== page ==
Education Inequalities

Is Michigan ready for a ‘grand bargain’ to improve its struggling education system?

PHOTO: Lori Higgins/Chalkbeat
Teresa Weatherall Neal, superintendent of the Grand Rapids school district, speaks during a panel discussion that also featured, from left, Detroit Free Press columnist Rochelle Riley, Detroit Superintendent Nikolai Vitti and former U.S. Education Secretary John King.

A new political dynamic in Lansing has put Michigan in a position to potentially see the kind of education transformation that helped catapult Massachusetts to its status as the top-performing state in the nation, says a former U.S. Secretary of Education.

That bit of optimism from John King, who served as education secretary from 2016 to 2017 and is now the president and CEO of The Education Trust, came after nearly three hours of sobering discussion during an event Wednesday about the need to address inequities in education in Michigan.

Several times, King used the term “grand bargain” to describe what Michigan needs. It’s a term many Detroiters will remember from the Detroit bankruptcy and the deal that was a key part of getting the city out of bankruptcy.

As it relates to education, the term “grand bargain” has been used to refer to the bipartisan agreement struck more than two decades ago in Massachusetts that had broad buy-in from business and education groups, teachers, and parents, to improve academic achievement. The gist: The state invested more money in schools. In return, standards and accountability were increased.

King said Michigan is poised to reach the same consensus and invest more money in education, in particular investing money more equitably so the highest-need students are getting the most funding. He said there needs to be a thoughtful approach to accountability, as well as more investments in teacher preparation and support.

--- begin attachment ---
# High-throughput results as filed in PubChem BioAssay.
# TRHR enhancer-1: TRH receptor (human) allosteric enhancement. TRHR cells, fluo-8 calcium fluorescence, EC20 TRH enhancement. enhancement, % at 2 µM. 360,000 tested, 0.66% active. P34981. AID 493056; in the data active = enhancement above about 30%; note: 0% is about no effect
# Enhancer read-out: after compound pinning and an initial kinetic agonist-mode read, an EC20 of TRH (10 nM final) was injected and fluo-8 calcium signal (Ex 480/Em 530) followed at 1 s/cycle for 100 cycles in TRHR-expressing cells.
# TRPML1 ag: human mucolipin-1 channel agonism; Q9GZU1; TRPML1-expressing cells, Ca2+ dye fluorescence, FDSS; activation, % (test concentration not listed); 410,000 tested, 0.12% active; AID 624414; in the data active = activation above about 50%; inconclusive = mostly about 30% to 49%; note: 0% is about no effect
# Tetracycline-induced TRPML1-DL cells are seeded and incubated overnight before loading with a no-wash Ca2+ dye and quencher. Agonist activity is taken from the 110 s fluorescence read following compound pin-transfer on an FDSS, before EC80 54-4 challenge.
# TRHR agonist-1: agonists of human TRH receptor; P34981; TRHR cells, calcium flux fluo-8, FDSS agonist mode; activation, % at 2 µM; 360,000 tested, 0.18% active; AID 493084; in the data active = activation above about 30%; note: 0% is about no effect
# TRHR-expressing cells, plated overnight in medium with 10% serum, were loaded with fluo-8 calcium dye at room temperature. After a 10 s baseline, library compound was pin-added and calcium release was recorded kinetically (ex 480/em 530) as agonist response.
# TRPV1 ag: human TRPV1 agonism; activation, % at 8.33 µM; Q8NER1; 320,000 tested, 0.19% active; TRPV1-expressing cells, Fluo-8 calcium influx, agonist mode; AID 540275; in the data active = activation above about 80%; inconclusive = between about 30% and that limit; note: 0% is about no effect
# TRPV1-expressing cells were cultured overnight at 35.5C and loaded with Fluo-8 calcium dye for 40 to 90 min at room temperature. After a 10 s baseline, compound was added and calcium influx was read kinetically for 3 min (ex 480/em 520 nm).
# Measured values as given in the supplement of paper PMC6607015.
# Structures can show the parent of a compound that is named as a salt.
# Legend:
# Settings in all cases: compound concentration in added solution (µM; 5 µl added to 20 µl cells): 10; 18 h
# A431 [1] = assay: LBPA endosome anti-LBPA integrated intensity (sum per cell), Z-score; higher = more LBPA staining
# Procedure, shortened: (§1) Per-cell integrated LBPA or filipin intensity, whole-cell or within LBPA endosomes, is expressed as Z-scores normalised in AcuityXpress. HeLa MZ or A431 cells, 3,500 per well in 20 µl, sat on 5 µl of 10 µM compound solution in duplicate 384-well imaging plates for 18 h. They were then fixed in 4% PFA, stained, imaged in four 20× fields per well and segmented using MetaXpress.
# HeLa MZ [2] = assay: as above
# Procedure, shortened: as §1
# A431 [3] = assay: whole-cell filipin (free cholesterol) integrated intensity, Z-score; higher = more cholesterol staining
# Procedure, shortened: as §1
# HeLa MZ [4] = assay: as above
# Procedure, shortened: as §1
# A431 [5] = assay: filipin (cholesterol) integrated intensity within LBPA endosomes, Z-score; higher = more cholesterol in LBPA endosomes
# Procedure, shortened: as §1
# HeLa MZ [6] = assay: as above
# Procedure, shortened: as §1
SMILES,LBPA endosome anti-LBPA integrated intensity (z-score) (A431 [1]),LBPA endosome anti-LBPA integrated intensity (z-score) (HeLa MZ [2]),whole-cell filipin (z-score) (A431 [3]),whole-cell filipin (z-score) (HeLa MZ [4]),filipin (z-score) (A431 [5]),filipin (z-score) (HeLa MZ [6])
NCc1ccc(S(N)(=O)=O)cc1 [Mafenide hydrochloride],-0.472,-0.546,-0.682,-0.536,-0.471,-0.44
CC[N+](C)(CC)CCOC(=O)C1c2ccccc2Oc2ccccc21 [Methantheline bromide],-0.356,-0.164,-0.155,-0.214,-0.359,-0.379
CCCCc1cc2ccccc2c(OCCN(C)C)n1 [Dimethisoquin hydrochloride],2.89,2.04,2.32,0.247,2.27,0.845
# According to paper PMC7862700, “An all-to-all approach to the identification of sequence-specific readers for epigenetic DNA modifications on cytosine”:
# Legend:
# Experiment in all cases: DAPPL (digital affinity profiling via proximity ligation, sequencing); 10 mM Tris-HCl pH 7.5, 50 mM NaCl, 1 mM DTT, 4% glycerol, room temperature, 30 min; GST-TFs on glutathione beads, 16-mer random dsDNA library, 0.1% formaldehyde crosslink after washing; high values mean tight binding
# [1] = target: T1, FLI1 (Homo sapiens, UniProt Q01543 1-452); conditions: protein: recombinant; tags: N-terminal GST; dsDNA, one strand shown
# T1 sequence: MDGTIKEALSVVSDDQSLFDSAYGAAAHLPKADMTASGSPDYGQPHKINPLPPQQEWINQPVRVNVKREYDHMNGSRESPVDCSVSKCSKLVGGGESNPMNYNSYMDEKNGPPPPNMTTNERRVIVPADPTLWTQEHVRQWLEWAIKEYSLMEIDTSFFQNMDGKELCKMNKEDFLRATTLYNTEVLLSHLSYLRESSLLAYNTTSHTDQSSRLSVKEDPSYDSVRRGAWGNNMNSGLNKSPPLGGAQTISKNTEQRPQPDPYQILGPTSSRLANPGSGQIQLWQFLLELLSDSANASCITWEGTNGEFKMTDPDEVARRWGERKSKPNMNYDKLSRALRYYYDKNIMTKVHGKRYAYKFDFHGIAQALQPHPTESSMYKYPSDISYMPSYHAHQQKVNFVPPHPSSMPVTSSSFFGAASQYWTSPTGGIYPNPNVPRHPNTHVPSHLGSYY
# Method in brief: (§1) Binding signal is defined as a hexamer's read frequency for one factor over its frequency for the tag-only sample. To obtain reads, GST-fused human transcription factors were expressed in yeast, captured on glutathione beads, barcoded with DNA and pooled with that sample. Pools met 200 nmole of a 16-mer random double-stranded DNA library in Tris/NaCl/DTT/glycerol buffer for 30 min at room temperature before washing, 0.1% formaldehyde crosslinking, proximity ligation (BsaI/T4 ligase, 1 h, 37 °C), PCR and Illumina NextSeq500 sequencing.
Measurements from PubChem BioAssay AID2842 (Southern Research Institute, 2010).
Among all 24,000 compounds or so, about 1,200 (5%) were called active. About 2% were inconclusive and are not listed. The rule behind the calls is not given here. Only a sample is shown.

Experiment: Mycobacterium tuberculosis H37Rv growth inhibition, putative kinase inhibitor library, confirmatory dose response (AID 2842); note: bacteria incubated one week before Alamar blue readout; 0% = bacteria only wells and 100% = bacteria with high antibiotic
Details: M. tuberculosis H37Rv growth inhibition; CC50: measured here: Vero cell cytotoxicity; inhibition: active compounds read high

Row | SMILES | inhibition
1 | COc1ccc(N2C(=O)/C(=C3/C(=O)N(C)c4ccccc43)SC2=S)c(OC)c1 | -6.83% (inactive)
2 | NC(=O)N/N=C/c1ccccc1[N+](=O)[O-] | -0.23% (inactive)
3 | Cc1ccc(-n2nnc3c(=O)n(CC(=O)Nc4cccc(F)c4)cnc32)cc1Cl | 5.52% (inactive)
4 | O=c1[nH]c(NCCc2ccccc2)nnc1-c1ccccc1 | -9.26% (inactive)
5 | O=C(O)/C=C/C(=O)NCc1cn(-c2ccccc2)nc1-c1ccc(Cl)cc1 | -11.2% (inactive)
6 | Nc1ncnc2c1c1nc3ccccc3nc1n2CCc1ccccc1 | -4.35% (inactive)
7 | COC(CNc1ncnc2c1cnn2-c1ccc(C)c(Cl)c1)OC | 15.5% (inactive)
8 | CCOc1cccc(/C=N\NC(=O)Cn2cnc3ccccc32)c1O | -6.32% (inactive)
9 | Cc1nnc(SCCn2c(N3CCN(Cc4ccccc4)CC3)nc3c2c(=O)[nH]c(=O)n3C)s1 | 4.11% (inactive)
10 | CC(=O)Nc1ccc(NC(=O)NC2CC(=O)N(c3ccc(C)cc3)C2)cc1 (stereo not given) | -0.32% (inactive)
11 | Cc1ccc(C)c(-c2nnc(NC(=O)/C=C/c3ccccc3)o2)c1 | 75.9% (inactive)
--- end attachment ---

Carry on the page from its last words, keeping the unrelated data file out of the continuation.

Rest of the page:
He sees it happening because of new leadership at the state level, including Democratic Gov. Gretchen Whitmer and new Republican leaders of the House and Senate.

“This is a moment where the new leadership in Lansing could come together … and it could be truly transformative.”

The event Wednesday, which took place at the Charles H. Wright Museum of African American History, was organized by the Education Trust-Midwest, a Royal Oak-based education advocacy and research organization. The topic was inequities in education and the need to provide equitable opportunities for children regardless on where they live.

Amber Arellano, executive director of the organization, said Michigan ranks 43rd out of 47 states for the funding gap between poor and wealthy school districts.

“Students and families pay the price for this under-investment,” Arellano said.

She said the experiences of states like Massachusetts that have seen striking improvement provide hope for Michigan because they show transformation can happen over five to 10 years.

Michigan has been falling behind other states in performance on the National Assessment of Educational Progress, a national exam that tests a representative sample of students in each state. The state’s performance, in fact, has shown little to no improvement over the last decade.

“We rise and we fall together. In Michigan’s case, we’re falling together,” Arellano said.

The audience at the event’s two panel discussions also heard from speakers such as Nikolai Vitti, superintendent of the Detroit school district. He said that often, when K-12 educators talk about the need for more resources, “you see the rolling eyes of lawmakers.”

But, Vitti said, “It takes funding to educate children. And it takes more funding to educate children who enter … with more challenges.”

Panelists agreed that Michigan is at a pivotal moment because of its new leadership. And they came up with solutions they think will make a difference.

Melody Arabo, outreach specialist at and former Michigan Teacher of the Year, said the state needs to address a lack of resources for educators. She said that in a classroom of 30 students, a teacher can have some reading at the kindergarten level and others “who can read better than I can.”

The materials that teachers have “are not meeting those needs. Teachers spend an average of 12 hours a week going online looking for resources.”

David Meador, vice chairman and chief administrative officer of DTE Energy, said Michigan should look at what successful states have done and adopt best practices. Just as important, he said:“Stick with it. Don’t change it every year.”

For King, the solution to improving schools is simple and starts at a young age.

“If Michigan is going to improve, it will need a surge in high quality early learning that prepares every child for kindergarten or beyond,” King said.